6 Differences Between Leaders and Followers

We often say that the best leaders started out as just being clueless followers, which for the most part, is true. Without leaders, we wouldn’t have people to guide us on the right path, to study and learn from.

When we follow successful leaders, we learn what works and what doesn’t work, what to do and what not to do.

However, when we follow others, we never learn anything from first hand experience. We’re never the first people to try something or find something new, and so there comes a point when just following someone is not enough.

We’ll never become leaders if we just wait for that person to step down so we can take their place.

There are many other powerful things that you need to do to become a leader, and these are all things that existing leaders had before they started following others. So here are the key differences between leaders and followers.


1) Leaders Take the Initiative, Followers Don’t

People become leaders because they took the initiative to get to that position in the first place. When they saw opportunities, they took them for themselves instead of waiting to see what others with a better reputation did about it.

“Will this work for me? Is it possible? Should I wait for someone else to try it?”

You want to be the innovative person, because that person is the first to discover, to do, and to thrive off something new. The results from something is never as good the second time it’s done.

By the time a leader’s crazy number of followers have tried this new method, the benefits will be minimal. It all trickles down until eventually the resource is tapped out, and there’s nothing left.


2) Leaders Don’t Rely on Others, Followers do

As a follower you’re always relying on someone else with whatever you may be striving to do. You’re relying on them for information, for growth, and to try things new to see what works so that you don’t have to.

You learn so much from leaders that it’s important you follow them, but if you actually get to the point where you’re relying on them to get your work done, that’s when you’re going to struggle.

Think of a successful figure that you admire and look up to.

I guarantee that back when they were in your position, they were learning from others but at the same time doing their own research, and improving themselves on their own, without having that one leader to rely on for their journey to success.


3) Leaders Come up With Original Ideas, Followers Then use Them

This point is so truthful, and it’s similar to the two I’ve just mentioned. The leader will always be the one coming up with the new ideas, and it’s not because they’re smarter than you, or they have more experience, more money and better status than you.

Sure, it gives them an advantage, but it doesn’t mean that you can’t come up with great ideas, too.

My bet is that they were coming up with these genius ideas well before they became a leader, instead of holding back like most people.

Nobody becomes the best by using someone else’s ideas. The person who becomes the best is the one coming up with those ideas in the first place and putting them to action.

You may have some success from someone else’s idea, but you’ll have greater success from your own.


4) Followers Want to be Where the Leaders are, but not Become Them

How many of you can actually say that you want to lead? Forget about everything that leaders have; all the fame and fortune. Do you want to be a leader, or do you just want to be where they are in life, and have what they have?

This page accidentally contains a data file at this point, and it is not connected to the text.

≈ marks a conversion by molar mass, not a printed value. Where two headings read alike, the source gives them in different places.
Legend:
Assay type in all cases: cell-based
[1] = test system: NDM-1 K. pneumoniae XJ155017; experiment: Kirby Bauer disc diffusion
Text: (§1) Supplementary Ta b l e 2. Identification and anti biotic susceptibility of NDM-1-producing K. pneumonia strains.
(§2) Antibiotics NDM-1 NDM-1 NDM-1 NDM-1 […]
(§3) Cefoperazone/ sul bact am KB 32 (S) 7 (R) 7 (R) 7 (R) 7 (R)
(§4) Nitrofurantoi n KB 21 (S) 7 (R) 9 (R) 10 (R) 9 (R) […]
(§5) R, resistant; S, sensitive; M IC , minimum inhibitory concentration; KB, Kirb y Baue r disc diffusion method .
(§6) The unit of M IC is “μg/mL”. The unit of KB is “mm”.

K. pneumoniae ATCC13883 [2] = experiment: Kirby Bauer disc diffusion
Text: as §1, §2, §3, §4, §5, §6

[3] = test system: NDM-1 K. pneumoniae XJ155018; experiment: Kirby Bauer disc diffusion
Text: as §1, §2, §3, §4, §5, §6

It’s probably an important question that we should ask ourselves. Most leaders want to lead, they love to inspire everyone around them and become the master at what they do.

It’s safe to say that they probably wanted to lead people, a long time before they actually took on that role for the first time.

Ask yourself, do you want to lead people, or have the status of a leader?


5) Followers Follow Because they are Afraid to Lead

Many of us may stay in the position of being a follower, simply because we are afraid to become the leader that everybody looks up to and relies on.

It’s a similar situation as to when you’re put into a team at work, or in school, and one person is needed to volunteer to be the leader of your team.

Are you afraid to stand up and say “I will lead the team”? You have the opportunity to. You’re in a team and anyone can volunteer to be the leader. What you do next will determine whether you’re afraid to be one or not.

Chances are if you’re too afraid to, you’ll sit back and wait for someone else to volunteer, or if you’re not you’ll stand up and proudly lead your team.


6) Followers Haven’t Put in the Effort that Leaders Have

If you’re classed as a leader, it’s because you’re respected by others. It shows that people have recognized your ideas, your thoughts and your efforts, and how successful they have been.

It takes a lot of effort and a lot of hard work to become a leader. They are always a minority, so in order to become one you need to be working a lot harder than you”re competition.

Some of those who follow may not be considered a leader as yet as they have not been putting in the effort that it takes to become one. On the other hand, you may be putting in the effort, but have not put the amount of time in yet.

There’s no right or wrong figure when it comes to how many hours you’ve put in, that’s up to you to decide.


“Leaders aren’t born, they are made. And they are made just like anything else, through hard work. And that’s the price we’ll have to pay to achieve that goal, or any goal.” – Vince Lombardi

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